Mount Kilimanjaro climb supports Red Cross

Martyn Bould bears the cold at the Moorland Camp on Mount Kilimanjaro. - Photos: Submitted

Mount Kilimanjaro and Grand Cayman have more than 8,000 miles in distance and 19,000 feet in elevation separating them.

But climber Martyn Bould was able to draw similarities between the Tanzanian mountain peak and his home back in the Caribbean.

Cayman may not have the tropical rainforests, alpine moorlands, desert uplands or icy glaciers of Mount Kilimanjaro but the low-lying islands also serve as a reminder to respect the limits of Mother Nature.

During an 8‑day climb to Africa’s highest summit, as a fundraiser for the Cayman Islands Red Cross, Bould reflected on the impact of excess tourism to natural environments.

“This is their Stingray City, if you like. This is the beauty of where they live. It is one of the wonders of the world,” Bould said after the climb.

“There is something like 35,000 people every year who climb the mountain. In my mind, there are just too many people.”

It’s a problem that has affected many iconic destinations from queues leading to Mount Everest and shoulder-to-shoulder crowds at the Great Wall of China.

“The lesson for me is, we have such beauty in Cayman that we need to be careful that we don’t overdo it,” he said.

Climbers in Bould’s group ascend the Barranco Wall on their way to the summit.

The key is finding balance and paying attention to the warning signs sent by nature.The call to awareness taps into Bould’s greater mission on the trip: to promote hurricane preparedness and the efforts of the Red Cross.

“In light of the wonderful work that the Red Cross performs in the traumatic conditions following the passage of a hurricane, climbing for CIRC appealed to me as a natural way to give back,” Bould said in a Red Cross press release.

While he does not yet know how much money his preparedness campaign raised, he hopes it brought attention to the Red Cross mission.

Much like climbing a mountain, successfully weathering a hurricane requires preparation.

“We need to make sure that we’ve got a generator. We need to make sure our car is full of gas. We need to make sure that we have cash, all of the things that we learned from Ivan,” Bould said.

“We need to not only hear what other people tell us but also practice those principals.”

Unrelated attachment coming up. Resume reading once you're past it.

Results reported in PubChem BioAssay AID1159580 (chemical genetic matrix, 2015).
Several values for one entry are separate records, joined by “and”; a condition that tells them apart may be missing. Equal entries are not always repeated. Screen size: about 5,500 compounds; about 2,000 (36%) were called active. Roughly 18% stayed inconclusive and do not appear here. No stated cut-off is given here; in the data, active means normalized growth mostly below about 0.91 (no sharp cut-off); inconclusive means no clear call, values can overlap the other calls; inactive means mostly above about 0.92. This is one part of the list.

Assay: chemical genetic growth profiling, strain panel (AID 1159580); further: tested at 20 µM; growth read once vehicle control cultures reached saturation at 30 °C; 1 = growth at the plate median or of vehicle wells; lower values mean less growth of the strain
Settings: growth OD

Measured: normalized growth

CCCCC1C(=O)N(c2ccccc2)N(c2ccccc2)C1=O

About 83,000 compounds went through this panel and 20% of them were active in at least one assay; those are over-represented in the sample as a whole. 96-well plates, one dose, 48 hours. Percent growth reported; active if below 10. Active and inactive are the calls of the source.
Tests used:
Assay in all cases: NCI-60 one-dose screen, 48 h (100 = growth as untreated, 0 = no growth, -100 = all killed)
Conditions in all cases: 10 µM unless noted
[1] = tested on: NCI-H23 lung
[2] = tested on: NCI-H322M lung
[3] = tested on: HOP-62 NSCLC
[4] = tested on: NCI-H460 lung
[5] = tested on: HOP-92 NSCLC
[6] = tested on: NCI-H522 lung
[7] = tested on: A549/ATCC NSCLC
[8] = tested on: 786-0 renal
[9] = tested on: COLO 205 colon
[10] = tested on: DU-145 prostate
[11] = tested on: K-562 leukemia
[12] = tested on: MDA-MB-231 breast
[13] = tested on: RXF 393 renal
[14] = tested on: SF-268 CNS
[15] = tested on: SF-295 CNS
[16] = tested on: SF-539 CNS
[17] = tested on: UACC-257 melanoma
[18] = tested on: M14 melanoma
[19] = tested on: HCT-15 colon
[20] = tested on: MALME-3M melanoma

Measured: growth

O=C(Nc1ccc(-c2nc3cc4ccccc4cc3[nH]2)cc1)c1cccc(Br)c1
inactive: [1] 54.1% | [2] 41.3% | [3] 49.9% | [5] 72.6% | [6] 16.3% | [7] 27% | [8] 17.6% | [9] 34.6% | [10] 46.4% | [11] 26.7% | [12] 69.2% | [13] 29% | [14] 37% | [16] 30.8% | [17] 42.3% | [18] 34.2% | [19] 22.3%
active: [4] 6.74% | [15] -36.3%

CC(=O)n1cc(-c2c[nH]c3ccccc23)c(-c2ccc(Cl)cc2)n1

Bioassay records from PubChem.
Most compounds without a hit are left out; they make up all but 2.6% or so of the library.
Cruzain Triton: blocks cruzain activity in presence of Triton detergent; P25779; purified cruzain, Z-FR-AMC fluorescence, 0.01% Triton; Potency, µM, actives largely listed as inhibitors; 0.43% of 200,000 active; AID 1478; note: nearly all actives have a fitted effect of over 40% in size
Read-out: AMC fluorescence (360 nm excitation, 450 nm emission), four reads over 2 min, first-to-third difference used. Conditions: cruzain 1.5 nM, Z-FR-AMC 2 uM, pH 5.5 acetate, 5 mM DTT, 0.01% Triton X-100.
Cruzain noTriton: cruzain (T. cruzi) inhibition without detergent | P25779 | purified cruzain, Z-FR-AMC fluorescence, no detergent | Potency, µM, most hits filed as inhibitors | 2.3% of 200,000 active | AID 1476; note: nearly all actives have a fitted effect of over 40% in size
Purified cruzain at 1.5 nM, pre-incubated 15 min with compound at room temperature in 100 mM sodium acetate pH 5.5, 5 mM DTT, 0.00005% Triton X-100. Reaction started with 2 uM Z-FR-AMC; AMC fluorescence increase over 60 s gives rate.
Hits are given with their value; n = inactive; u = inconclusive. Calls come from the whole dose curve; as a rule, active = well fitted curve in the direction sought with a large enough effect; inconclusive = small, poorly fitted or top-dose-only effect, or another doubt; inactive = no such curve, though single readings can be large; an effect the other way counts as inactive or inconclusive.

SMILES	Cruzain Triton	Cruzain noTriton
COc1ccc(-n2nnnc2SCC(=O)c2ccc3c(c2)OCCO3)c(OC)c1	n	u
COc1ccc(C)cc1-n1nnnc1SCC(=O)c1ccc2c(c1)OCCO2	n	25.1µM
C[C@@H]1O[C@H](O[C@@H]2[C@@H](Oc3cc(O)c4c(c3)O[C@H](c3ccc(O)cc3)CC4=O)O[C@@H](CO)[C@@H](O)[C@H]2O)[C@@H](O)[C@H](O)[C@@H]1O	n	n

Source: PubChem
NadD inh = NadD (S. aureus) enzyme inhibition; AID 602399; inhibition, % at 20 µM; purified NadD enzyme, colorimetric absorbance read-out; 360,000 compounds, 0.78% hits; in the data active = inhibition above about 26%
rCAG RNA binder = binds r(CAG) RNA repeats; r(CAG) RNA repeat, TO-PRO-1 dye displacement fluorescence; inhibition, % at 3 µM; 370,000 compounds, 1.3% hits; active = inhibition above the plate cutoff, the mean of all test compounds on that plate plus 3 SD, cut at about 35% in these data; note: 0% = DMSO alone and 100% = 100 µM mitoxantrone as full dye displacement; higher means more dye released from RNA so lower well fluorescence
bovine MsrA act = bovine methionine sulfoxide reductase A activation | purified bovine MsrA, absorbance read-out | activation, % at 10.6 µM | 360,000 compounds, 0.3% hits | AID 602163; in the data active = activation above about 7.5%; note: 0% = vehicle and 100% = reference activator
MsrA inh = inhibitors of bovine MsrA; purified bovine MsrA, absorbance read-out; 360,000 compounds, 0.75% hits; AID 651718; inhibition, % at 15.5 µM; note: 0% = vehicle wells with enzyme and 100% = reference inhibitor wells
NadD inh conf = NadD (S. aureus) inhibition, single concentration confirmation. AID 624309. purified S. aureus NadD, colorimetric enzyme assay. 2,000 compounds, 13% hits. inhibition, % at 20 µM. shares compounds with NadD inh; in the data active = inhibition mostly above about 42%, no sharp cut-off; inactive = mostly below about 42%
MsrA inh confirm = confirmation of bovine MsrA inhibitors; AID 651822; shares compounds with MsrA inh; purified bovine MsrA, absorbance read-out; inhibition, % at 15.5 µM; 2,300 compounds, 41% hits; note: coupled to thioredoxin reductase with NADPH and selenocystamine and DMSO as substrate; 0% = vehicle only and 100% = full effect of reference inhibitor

He chose to support the Red Cross after witnessing the work the organisation did to support the British Virgin Islands after Hurricane Irma in 2017.

Cayman Islands Red Cross Director Jondo Obi warned about complacency towards natural disasters. With Ivan now 15 years in the past, many may have forgotten the lessons learned from that devastating storm.

“We know that it’s human nature to get more complacent as time goes by, but with climate change and the growing intensity and frequency of storms, complacency has tragic consequence,” Obi said.

“That is why it is so important for us to constantly try to engage our community into actively preparing.”

With the coming months of hurricane season forecast to become more active, the Red Cross is reminding the community to review their safety plans.

  • The organisation recommended the following basic steps to get prepared:
    Create a family disaster plan.
  • Put together a family disaster kit. These kits should include one gallon of water per person per day, non-perishable food items, sanitation items, medication, battery operated lighting and extra batteries.
  • Locate all passports, birth certificates, insurance documentation, and other key documents. Place them in a secure, waterproof bag.
  • Identify the hazards in your community.
  • Identify your overseas emergency contact.
  • Talk to your neighbours about their disaster plan.
  • Practice your plan, including evacuation, the fastest and safest way to arrive to shelters, and communicating with family members

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